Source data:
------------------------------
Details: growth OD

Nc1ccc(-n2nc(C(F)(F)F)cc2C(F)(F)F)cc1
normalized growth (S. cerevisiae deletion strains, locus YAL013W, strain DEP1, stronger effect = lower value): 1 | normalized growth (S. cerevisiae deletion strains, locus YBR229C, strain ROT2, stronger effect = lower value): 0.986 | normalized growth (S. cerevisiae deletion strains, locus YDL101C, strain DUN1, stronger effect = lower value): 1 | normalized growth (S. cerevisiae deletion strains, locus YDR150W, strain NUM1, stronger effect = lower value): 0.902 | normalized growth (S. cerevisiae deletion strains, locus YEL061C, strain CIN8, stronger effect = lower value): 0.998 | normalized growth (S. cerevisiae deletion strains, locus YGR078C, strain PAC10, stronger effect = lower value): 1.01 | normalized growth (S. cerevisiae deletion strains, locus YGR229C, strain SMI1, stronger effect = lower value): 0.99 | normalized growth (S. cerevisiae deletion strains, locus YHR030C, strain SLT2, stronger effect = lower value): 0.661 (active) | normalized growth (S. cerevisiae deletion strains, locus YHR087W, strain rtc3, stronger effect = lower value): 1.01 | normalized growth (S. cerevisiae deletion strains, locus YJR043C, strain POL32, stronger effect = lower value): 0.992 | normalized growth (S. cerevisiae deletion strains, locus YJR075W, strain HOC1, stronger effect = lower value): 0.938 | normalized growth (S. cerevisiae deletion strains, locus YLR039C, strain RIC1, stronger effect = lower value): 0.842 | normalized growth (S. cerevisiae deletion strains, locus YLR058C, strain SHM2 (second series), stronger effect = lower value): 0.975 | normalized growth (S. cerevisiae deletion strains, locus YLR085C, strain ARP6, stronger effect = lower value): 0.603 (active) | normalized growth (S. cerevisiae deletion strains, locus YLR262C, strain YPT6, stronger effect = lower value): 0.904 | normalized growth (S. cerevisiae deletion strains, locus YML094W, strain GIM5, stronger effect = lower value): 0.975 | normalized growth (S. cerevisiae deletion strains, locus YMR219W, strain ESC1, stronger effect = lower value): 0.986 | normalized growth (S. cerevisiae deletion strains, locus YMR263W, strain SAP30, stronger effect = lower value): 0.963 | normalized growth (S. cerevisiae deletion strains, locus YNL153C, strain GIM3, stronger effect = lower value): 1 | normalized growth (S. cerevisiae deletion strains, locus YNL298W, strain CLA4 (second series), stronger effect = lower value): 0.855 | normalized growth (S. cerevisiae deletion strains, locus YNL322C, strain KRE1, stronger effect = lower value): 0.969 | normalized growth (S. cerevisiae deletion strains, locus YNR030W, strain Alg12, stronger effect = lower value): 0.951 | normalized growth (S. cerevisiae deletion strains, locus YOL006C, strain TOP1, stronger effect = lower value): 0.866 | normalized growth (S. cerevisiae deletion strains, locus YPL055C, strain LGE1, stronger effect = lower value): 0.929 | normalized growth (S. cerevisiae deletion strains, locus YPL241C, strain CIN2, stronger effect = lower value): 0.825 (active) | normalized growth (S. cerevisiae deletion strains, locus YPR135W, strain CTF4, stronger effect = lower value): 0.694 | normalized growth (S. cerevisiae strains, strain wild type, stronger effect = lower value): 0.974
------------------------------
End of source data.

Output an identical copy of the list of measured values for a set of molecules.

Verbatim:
Details: growth OD

Nc1ccc(-n2nc(C(F)(F)F)cc2C(F)(F)F)cc1
normalized growth (S. cerevisiae deletion strains, locus YAL013W, strain DEP1, stronger effect = lower value): 1 | normalized growth (S. cerevisiae deletion strains, locus YBR229C, strain ROT2, stronger effect = lower value): 0.986 | normalized growth (S. cerevisiae deletion strains, locus YDL101C, strain DUN1, stronger effect = lower value): 1 | normalized growth (S. cerevisiae deletion strains, locus YDR150W, strain NUM1, stronger effect = lower value): 0.902 | normalized growth (S. cerevisiae deletion strains, locus YEL061C, strain CIN8, stronger effect = lower value): 0.998 | normalized growth (S. cerevisiae deletion strains, locus YGR078C, strain PAC10, stronger effect = lower value): 1.01 | normalized growth (S. cerevisiae deletion strains, locus YGR229C, strain SMI1, stronger effect = lower value): 0.99 | normalized growth (S. cerevisiae deletion strains, locus YHR030C, strain SLT2, stronger effect = lower value): 0.661 (active) | normalized growth (S. cerevisiae deletion strains, locus YHR087W, strain rtc3, stronger effect = lower value): 1.01 | normalized growth (S. cerevisiae deletion strains, locus YJR043C, strain POL32, stronger effect = lower value): 0.992 | normalized growth (S. cerevisiae deletion strains, locus YJR075W, strain HOC1, stronger effect = lower value): 0.938 | normalized growth (S. cerevisiae deletion strains, locus YLR039C, strain RIC1, stronger effect = lower value): 0.842 | normalized growth (S. cerevisiae deletion strains, locus YLR058C, strain SHM2 (second series), stronger effect = lower value): 0.975 | normalized growth (S. cerevisiae deletion strains, locus YLR085C, strain ARP6, stronger effect = lower value): 0.603 (active) | normalized growth (S. cerevisiae deletion strains, locus YLR262C, strain YPT6, stronger effect = lower value): 0.904 | normalized growth (S. cerevisiae deletion strains, locus YML094W, strain GIM5, stronger effect = lower value): 0.975 | normalized growth (S. cerevisiae deletion strains, locus YMR219W, strain ESC1, stronger effect = lower value): 0.986 | normalized growth (S. cerevisiae deletion strains, locus YMR263W, strain SAP30, stronger effect = lower value): 0.963 | normalized growth (S. cerevisiae deletion strains, locus YNL153C, strain GIM3, stronger effect = lower value): 1 | normalized growth (S. cerevisiae deletion strains, locus YNL298W, strain CLA4 (second series), stronger effect = lower value): 0.855 | normalized growth (S. cerevisiae deletion strains, locus YNL322C, strain KRE1, stronger effect = lower value): 0.969 | normalized growth (S. cerevisiae deletion strains, locus YNR030W, strain Alg12, stronger effect = lower value): 0.951 | normalized growth (S. cerevisiae deletion strains, locus YOL006C, strain TOP1, stronger effect = lower value): 0.866 | normalized growth (S. cerevisiae deletion strains, locus YPL055C, strain LGE1, stronger effect = lower value): 0.929 | normalized growth (S. cerevisiae deletion strains, locus YPL241C, strain CIN2, stronger effect = lower value): 0.825 (active) | normalized growth (S. cerevisiae deletion strains, locus YPR135W, strain CTF4, stronger effect = lower value): 0.694 | normalized growth (S. cerevisiae strains, strain wild type, stronger effect = lower value): 0.974